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YouTube Music cracks down on rampant chart manipulation with new pay-for-play ban

YouTube will no longer allow paid views and advertising to influence its YouTube Music Charts, the company announced this morning. Instead, it will calculate its rankings based only on view counts coming from organic plays. In addition, it’s changing its methodology for reporting on 24-hour record debuts to also only count views from organic sources, including direct links to the video, search results, Watch Next and Trending — but not video advertising.

The changes come about after multiple reports examined how music labels were spending aggressively on video advertising in order to juice the views of their artists’ newly debuted songs.

One report by Rolling Stone detailed how the practice worked, with regard to YouTube’s TrueView ads. This form of advertising lets the advertiser, like the artist or the label, play a shortened version of a music video as an advertisement in front of other videos. Under some conditions — like if a YouTube user interacts with the video or watches it for a certain amount of time — it would count toward the video’s overall view count.

Bloomberg had also reported on the curious case of Indian rapper Badshah, whose video “Paagal” broke records with 75 million views in a single day — topping a prior record set by Korean boy band BTS. Initially, there were rumors that the label, Sony Music, had used server farms and bots to accomplish this. It later turned out to be paid advertising, which Badshah confessed to on Instagram.

But this was not an uncommon practice — Taylor Swift and Blackpink and many others had done the same, the report said. Badshah had just taken it much further.

The report also said YouTube was considering revising its system, as a result.

Today, YouTube is officially announcing those changes.

“YouTube Music Charts have become an indispensable source for the industry and the most accurate place for measuring the popularity of music listening behavior happening on the world’s largest music platform,” the company explained in a blog post. “In an effort to provide more transparency to the industry and align with the policies of official charting companies such as Billboard and Nielsen, we are no longer counting paid advertising views on YouTube in the YouTube Music Charts calculation. Artists will now be ranked based on view counts from organic plays,” the post read.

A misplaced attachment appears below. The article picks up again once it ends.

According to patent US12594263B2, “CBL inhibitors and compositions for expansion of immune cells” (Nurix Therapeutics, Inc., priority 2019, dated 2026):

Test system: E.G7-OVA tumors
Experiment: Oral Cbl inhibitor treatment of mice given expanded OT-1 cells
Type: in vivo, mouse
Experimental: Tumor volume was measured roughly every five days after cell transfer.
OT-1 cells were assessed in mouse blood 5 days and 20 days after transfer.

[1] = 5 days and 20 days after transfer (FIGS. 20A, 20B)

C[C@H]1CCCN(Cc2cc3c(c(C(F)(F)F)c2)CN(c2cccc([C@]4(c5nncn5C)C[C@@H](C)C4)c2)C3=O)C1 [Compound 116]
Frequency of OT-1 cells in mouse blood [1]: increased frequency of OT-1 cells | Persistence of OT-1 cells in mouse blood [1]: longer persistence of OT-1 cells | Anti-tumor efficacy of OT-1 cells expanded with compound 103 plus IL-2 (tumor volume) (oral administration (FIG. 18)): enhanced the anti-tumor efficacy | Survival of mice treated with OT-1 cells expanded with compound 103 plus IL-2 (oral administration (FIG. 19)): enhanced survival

The changes impact the 24-hour debuts, plus all of YouTube Music’s other charts, including those focused on what’s rising, trending and popular, both locally and globally.

Though advertising and non-organic views will no longer contribute to the view count for the purpose of YouTube’s Music Chart rankings, the company says these changes will not impact YouTube’s existing 24-hour record debut holders. That means Badshah and others can continue to tout their “records,” tainted as those claims may now be.

The changes won’t likely mean the end of this sort of music video advertising, however. Ads still remain a great way for users to be exposed to new music which can, in turn, boost organic views as links get clicked, shared, and embedded elsewhere around the web, for example. But it could have a dampening impact on the pay-for-play business and the size of the ad spend.

“Staying true to YouTube’s overall mission of giving everyone a voice and showing them the world, we want to celebrate all artist achievements on YouTube as determined by their global fans. It’s the artists and fans that have made YouTube the best and most accurate measure of the world’s listening tastes, and we intend on keeping it that way,” said YouTube.

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